“We are seeing a lot of Parliament now because we are mandated by law and the constitution to get a budget passed. Even so, as we begin to open up now, my colleagues are throwing their bills at me because they really want to get some positive, reformative bills passed into law in their respective ministries.”
But Bethel could make no commitments on the full implementation of the Freedom of Information Act (FOIA) or the promised marital rape bill.
He said the government had faced a snag as it relates to office space for the information commissioner mandated under the FOIA.
“We spent several hundred thousand dollars getting a building ready for a commissioner. The building is too small to accommodate,” Bethel advised.
He also acknowledged that there has been no real movement on the marital rape issue.
The attorney general stressed, however, that significant pieces of legislation will soon be dealt with.
“The first draft that was circulated of the Nationality, Immigration and Asylum Bill has now as a result of consultation been reviewed by the law reform commissioner, Dame Anita Allen, and she has produced a reviewed version of the bill to capture the essence of the results of her public consultations.”
The detailed legislation would transform the immigration landscape and addresses significant citizenship-related matters.
“We are going to very shortly, once the matter is brought forward, table the revised bill,” the attorney general advised.
In the weeks and months after the budget debate underway in Parliament, Bethel said there are several important pieces of legislation that will be dealt with in addition to the Nationality, Immigration and Asylum Bill: the Emergent Technologies Bill; Virtual Assets Innovation Authority Bill; Digital Assets and Registered Exchanges Bill; Central Bank of The Bahamas Bill; Banks and Trust Companies Bill; Protection of Depositors (Amendment) Bill and the Fisheries Bill.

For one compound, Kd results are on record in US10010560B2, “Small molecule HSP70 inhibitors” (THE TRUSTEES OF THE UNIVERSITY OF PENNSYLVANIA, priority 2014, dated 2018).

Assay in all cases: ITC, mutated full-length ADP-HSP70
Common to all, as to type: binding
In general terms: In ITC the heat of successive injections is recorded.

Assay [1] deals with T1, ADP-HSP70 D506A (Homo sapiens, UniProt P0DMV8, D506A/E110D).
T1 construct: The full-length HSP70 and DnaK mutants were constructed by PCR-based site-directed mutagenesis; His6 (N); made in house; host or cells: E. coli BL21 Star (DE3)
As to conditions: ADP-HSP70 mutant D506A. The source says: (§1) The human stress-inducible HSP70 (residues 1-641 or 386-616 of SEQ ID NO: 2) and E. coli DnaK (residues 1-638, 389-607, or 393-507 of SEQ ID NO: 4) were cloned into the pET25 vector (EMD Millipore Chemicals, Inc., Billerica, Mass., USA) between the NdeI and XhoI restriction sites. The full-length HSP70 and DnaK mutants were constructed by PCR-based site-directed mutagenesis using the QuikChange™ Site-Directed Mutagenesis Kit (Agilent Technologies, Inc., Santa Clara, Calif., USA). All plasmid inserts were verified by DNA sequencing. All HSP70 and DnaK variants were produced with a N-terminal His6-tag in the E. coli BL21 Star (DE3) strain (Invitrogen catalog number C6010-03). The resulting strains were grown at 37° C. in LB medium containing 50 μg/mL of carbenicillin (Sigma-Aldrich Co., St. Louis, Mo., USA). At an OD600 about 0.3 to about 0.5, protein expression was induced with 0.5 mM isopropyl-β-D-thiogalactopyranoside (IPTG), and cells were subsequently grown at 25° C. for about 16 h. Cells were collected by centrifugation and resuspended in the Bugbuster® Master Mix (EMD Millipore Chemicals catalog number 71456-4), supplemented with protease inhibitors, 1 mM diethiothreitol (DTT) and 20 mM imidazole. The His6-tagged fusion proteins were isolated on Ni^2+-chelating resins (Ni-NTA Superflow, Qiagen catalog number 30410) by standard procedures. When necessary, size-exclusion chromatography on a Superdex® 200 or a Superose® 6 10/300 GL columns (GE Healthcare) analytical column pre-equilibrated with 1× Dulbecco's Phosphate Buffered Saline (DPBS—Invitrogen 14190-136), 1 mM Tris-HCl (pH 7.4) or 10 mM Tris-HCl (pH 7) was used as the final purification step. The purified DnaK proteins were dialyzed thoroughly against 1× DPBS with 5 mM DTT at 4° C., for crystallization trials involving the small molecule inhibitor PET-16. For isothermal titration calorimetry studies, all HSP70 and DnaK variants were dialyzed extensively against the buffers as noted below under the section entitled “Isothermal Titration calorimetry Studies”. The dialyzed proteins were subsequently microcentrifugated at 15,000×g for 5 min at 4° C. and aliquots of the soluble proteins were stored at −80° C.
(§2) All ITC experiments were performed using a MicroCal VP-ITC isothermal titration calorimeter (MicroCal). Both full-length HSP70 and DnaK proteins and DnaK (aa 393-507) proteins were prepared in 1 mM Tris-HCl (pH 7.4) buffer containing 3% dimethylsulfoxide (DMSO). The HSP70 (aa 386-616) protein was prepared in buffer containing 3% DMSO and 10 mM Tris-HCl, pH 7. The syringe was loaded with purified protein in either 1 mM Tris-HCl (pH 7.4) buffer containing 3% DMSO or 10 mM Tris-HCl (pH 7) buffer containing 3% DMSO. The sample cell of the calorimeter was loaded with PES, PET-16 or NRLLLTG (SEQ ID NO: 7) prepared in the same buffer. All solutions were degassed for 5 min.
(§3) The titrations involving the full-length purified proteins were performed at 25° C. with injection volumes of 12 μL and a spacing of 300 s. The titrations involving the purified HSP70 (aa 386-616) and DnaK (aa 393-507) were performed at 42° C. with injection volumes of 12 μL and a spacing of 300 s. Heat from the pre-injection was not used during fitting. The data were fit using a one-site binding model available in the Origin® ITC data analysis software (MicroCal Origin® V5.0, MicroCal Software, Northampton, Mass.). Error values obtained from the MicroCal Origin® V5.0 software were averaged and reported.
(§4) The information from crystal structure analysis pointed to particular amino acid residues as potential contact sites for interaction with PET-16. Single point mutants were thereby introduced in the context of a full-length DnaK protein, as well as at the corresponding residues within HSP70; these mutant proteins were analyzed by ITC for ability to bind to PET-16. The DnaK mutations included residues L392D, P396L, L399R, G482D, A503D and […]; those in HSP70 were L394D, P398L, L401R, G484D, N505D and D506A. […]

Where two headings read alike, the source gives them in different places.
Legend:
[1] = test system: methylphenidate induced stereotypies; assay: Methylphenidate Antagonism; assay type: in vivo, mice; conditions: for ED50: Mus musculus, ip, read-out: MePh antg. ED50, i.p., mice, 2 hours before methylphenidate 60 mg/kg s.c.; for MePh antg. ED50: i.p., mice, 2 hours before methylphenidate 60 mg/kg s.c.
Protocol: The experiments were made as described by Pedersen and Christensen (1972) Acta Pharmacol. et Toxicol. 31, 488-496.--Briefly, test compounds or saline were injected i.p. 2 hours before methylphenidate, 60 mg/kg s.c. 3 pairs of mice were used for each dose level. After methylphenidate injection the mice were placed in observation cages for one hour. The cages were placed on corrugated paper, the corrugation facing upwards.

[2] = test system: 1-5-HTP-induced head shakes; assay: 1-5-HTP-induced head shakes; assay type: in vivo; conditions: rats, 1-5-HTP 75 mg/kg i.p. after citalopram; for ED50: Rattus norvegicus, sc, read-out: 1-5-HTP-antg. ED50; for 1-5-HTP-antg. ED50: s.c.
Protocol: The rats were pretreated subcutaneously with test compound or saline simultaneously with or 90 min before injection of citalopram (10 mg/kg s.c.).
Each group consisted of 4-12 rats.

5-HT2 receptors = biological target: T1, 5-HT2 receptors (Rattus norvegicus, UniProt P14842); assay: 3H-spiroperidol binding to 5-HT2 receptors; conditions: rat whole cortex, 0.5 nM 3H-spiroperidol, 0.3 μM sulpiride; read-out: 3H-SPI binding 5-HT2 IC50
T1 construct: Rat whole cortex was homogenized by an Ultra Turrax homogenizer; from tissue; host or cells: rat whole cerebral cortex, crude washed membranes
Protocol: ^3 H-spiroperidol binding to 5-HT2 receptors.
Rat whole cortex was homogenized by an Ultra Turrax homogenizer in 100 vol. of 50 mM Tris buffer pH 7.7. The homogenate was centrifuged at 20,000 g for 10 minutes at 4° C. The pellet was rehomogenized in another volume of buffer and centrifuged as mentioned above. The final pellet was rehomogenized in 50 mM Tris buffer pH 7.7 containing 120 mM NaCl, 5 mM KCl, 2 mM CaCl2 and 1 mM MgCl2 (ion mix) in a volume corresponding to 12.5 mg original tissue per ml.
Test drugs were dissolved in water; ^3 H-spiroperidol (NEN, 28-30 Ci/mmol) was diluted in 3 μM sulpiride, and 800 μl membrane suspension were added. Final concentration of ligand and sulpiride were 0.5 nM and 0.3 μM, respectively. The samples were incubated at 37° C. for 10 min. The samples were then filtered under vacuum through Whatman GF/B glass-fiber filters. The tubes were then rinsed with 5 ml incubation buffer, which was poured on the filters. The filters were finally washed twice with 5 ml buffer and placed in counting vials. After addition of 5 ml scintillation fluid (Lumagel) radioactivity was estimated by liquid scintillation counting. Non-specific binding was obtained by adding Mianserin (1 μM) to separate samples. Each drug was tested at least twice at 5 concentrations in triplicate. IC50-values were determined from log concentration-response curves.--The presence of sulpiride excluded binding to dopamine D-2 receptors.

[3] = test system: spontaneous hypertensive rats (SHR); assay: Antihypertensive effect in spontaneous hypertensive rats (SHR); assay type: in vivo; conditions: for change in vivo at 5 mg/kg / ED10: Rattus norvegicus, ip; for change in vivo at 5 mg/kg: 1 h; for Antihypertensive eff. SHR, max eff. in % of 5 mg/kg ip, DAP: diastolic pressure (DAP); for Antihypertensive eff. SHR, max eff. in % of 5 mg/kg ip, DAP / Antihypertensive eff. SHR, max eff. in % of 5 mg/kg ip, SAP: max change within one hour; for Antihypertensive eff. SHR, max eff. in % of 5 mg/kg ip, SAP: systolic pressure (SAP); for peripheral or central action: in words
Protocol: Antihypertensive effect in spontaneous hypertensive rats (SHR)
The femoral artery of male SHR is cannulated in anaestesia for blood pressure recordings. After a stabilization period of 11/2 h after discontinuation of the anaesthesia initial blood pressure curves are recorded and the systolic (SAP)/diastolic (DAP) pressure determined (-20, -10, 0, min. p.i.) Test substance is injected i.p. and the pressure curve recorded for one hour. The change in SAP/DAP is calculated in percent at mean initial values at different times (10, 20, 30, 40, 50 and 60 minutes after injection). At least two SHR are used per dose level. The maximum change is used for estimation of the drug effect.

“We’re trying to get as much of the heavy lifting done between now and the end of the year,” Bethel said.
“We have thoroughly reformed the laws governing fisheries to better ensure that only Bahamians and 100 percent Bahamian-owned companies or partnerships are able to engage in commercial fishing within the economic zone of the Commonwealth of The Bahamas.
“[We will soon be dealing with] the Public Procurement Act which will radically change the ways in which the government procures goods and services and ensure greater transparency and also greater procedural fairness in the award of government procurement contracts.”
The attorney general suggested that at the end of the term, the FNM administration will have a legislative record it is proud of, despite the fact that it has had to shift priorities.
“Circumstances change,” he said, “and you have to adapt and there have been a lot of challenges, but notwithstanding that I think that we have responded to them in a way that the Bahamian people would appreciate and at the same time, I am aware of how short [the term] is but I know that a lot of my colleagues have their legislative agendas for their ministries. They all have bills lined up and they are pressuring us to finalize them.”